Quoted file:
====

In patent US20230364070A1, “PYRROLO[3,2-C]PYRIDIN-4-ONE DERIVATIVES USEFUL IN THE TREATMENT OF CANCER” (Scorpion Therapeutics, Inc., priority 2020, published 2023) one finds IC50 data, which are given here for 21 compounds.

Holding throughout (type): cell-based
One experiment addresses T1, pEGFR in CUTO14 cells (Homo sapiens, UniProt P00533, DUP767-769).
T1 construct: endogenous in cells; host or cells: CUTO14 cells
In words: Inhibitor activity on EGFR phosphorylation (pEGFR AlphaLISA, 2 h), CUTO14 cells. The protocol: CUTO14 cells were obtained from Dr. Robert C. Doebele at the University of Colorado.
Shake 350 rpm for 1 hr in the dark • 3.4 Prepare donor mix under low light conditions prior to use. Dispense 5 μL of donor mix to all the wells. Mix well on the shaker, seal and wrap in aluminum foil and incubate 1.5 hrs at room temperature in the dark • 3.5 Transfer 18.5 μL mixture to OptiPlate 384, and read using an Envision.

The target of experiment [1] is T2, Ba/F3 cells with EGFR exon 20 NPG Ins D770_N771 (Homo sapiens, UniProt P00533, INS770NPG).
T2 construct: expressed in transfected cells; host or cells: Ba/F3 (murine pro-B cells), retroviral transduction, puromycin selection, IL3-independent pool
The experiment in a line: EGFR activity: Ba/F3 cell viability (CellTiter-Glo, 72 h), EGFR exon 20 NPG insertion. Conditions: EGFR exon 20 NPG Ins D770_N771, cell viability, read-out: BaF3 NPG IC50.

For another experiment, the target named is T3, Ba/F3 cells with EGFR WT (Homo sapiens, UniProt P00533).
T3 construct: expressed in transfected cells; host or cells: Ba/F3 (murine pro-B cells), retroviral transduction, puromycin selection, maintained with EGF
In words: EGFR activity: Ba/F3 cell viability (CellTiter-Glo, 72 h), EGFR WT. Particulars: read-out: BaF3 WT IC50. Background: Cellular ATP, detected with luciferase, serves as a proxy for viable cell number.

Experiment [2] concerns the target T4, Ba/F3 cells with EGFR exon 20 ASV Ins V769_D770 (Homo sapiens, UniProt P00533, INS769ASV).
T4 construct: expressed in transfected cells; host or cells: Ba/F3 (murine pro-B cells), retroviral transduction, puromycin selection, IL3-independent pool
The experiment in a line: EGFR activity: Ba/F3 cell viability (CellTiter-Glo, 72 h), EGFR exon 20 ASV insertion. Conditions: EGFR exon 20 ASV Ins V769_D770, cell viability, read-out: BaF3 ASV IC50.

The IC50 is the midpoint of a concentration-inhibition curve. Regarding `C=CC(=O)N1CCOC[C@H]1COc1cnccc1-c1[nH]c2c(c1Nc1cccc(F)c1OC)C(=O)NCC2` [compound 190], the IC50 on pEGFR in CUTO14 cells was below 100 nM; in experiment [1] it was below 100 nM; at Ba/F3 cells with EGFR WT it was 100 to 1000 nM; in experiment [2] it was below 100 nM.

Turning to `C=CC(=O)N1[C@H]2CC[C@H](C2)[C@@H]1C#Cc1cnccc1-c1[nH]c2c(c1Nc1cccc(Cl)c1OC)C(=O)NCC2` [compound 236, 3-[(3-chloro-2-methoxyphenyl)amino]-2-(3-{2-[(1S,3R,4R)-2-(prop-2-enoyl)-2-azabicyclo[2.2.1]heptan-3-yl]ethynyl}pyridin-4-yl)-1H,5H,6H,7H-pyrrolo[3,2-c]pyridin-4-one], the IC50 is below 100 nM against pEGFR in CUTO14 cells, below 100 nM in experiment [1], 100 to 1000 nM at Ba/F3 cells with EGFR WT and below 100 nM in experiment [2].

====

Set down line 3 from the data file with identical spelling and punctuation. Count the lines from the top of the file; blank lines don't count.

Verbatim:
One experiment addresses T1, pEGFR in CUTO14 cells (Homo sapiens, UniProt P00533, DUP767-769).